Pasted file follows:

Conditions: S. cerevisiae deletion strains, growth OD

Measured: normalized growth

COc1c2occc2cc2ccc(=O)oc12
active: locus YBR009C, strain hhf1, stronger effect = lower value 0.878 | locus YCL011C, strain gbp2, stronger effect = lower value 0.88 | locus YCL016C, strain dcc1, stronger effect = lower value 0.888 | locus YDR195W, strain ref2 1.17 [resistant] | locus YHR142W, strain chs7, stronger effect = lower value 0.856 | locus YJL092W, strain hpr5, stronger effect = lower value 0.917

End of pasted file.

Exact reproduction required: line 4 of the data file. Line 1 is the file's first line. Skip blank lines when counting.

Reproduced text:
active: locus YBR009C, strain hhf1, stronger effect = lower value 0.878 | locus YCL011C, strain gbp2, stronger effect = lower value 0.88 | locus YCL016C, strain dcc1, stronger effect = lower value 0.888 | locus YDR195W, strain ref2 1.17 [resistant] | locus YHR142W, strain chs7, stronger effect = lower value 0.856 | locus YJL092W, strain hpr5, stronger effect = lower value 0.917